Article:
In other words, while the economic principles may be oversimplified to an extent, the same came be said about computer science when arguing the pros and cons of owning an Apple or PC. You don’t need to be a computer expert to make a choice.

Mark Thoma:

Let me start by noting that the essay is not even digitized in a convenient form — it is a pdf — and to me that says a lot about the writers knowledge of how the digital world works. Why not make it available in a convenient form (unless the goal is to overcome the fact that federal reserve work cannot be copyrighted by making it difficult to reproduce)?  (This is an irritation more generally, and the Kansas City Fed is the worst. Even the president’s speeches are offered only as pdfs — and they are locked to prevent copying — rather than in a more convenient digital form. Are they trying to discourage this information from more general circulation? If so, why?) [Update: I added a few follow up comments on pdfs at the end of the post.]

Scott Sumner:

That’s right; no need to pay attention to Gary Becker, John Taylor, Paul Krugman, and all the other quacks who lack Athreya’s sophisticated understanding of the “science” of economics.  BTW, any time someone wields the term ’science’ as a weapon, you pretty much know they are an intellectual philistine.  Am I being defensive yet?

To get serious for a moment, in this essay Athreya is confusing a bunch of unrelated issues:

1.  The style of bloggers; are they polite or not?

2.  The ideology of bloggers

3.  The views of bloggers on methodological issues

4.  Are bloggers competent to opine on important public policy issues?

I don’t recall ever reading a Greg Mankiw post that I didn’t feel knowledgeable enough to write.  On the other hand I’ve read lots of Mankiw posts that I didn’t feel clever enough to write.  That’s an important distinction.  Mankiw is a great economist in the “scientific” tradition, and he’s a great blogger—but for completely different reasons.  He’s a great blogger for the same reason he is a great textbook writer.  There are other bloggers who are also very clever; Krugman, Tyler Cowen, Robin Hanson, Steve Landsburg, Nick Rowe, etc, etc.  Several on that list also wrote textbooks.

I don’t know if Krugman has done a lot of recent research on macro, but he knows enough about the literature to offer an informed opinion.  I often disagree with the views of Krugman, DeLong, Thoma, et al, on fiscal policy, but they can cite highly “scientific” papers by people like Woodford and Eggertsson for all of their fiscal policy views.  There must be dozens of economics bloggers who either teach at elite schools, or have a PhD from elite schools, and who are qualified to comment on current policy issues.

Arnold Kling:

He is suggesting that bloggers supply more noise than signal on economic topics. I understand his point, but I disagree with it.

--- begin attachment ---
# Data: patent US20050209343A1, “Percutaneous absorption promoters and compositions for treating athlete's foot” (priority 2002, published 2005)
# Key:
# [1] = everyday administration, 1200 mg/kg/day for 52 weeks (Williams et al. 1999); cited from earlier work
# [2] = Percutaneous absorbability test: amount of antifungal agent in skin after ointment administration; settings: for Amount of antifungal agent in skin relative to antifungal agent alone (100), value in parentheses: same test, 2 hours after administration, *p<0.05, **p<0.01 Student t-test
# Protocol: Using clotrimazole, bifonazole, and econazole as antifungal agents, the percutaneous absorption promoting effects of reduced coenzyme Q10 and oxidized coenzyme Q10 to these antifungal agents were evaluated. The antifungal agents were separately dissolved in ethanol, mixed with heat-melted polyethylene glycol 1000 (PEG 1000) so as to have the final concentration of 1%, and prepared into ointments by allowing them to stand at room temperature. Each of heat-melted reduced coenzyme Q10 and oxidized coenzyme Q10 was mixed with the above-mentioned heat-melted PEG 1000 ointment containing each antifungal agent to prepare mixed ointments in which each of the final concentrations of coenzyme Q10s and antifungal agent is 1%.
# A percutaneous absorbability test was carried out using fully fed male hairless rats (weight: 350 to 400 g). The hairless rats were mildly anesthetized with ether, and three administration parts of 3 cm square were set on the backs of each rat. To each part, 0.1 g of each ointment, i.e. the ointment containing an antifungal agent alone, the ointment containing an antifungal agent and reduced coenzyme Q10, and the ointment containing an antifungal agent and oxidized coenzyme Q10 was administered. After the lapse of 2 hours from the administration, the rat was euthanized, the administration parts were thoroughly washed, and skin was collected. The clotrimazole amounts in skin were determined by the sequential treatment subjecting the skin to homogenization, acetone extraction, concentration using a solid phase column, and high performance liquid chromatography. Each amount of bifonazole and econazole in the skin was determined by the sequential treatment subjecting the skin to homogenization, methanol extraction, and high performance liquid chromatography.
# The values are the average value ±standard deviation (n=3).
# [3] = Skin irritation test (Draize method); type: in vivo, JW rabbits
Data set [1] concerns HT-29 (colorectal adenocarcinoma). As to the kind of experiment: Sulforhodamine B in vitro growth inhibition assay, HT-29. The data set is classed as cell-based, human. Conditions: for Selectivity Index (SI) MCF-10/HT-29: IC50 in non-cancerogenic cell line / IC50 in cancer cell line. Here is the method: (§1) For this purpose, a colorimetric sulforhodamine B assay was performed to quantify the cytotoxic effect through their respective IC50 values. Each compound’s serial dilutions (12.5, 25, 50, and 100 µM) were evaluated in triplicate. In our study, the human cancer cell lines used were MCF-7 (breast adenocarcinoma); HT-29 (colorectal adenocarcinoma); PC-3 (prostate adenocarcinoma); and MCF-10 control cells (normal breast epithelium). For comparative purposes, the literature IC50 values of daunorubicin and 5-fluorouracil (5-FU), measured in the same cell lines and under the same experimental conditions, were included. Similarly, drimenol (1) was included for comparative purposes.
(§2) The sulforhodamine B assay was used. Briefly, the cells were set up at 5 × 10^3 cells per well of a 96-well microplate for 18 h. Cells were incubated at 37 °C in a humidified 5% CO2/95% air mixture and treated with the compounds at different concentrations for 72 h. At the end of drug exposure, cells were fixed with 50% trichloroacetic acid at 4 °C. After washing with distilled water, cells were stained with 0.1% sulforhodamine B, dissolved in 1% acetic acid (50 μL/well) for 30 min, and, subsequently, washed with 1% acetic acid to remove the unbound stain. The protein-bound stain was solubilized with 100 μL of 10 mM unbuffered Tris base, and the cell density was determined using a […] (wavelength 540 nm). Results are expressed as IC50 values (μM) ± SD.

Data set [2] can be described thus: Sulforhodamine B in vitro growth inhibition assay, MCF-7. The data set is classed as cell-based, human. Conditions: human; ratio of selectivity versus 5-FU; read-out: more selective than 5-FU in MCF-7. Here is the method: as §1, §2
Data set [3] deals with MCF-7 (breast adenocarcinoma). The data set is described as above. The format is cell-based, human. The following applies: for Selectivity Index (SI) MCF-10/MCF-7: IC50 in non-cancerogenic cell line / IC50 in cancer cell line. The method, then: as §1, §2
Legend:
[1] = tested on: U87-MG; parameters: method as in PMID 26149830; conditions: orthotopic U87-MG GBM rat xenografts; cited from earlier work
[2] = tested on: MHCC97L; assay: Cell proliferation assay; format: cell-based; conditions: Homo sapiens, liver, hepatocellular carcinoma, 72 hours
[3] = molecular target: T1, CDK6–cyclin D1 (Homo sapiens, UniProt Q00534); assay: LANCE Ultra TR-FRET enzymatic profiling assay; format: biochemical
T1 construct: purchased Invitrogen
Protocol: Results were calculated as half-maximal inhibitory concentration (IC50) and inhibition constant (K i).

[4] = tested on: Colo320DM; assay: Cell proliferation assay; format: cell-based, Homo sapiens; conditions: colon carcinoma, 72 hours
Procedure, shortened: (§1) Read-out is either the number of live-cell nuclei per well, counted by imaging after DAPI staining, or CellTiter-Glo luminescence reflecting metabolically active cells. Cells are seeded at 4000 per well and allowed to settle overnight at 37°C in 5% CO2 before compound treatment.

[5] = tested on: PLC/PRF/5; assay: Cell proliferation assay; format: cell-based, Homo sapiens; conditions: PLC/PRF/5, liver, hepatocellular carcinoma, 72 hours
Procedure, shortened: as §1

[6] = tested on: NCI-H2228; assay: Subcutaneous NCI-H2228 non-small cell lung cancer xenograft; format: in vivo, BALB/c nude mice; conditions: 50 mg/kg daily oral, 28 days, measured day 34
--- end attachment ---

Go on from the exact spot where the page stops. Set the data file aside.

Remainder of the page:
It is a fair point that it is tempting when writing for an audience that includes non-professionals to try to oversimplify, to make your views sound more well-grounded than they are, and to make others’ views sound sillier than they are. If you read just one economics blogger, you will get that blogger’s prejudices and blind spots along with whatever insights might be on offer.

It is possible, however, for the collective efforts of many bloggers to produce more signal and less noise. That would be the case if the competitive market serves as a check on the more unsound ideas. I am not saying that it works that way, but it might.

Athreya takes the view that the academic process of refereed journals is more rigorous and works well. I do not fully share that view. The peer-reviewed journal process may be the better than anything else someone has come up with, but it is a deeply flawed process. It rewards ritual over substance, and trend-following over originality. The process failed badly in the area of macroeconomics over the past thirty years, an era which I believe Paul Krugman is justified in describing as a Dark Age.

Athreya draws an interesting contrast between reactions to the economic crisis and reactions to natural disasters. He points out that the tsunami in East Asia and the earthquake in Haiti combined to kill hundreds of thousands and to impose hardships on many others that are far worse than what has been inflicted by the recession. Yet neither of those disasters was met by a denunciation of seismology for failing to predict them nor an outpouring of ill-informed speculation about what happened. He may be forgetting the “God’s revenge” explanation proposed for the Haiti earthquake, but his point is well taken.

My pushback would be that economists have claimed to know more about the process of recessions than seismologists have claimed to know about earthquakes and tsunamis. No seismologist has ever said that we have “conquered” such events the way that economists have in the past claim to have conquered the business cycle.

I agree with Athreya that non-economists should express opinions about macroeconomics only with great humility. Where I disagree is that I think that economists, too, need to show humility.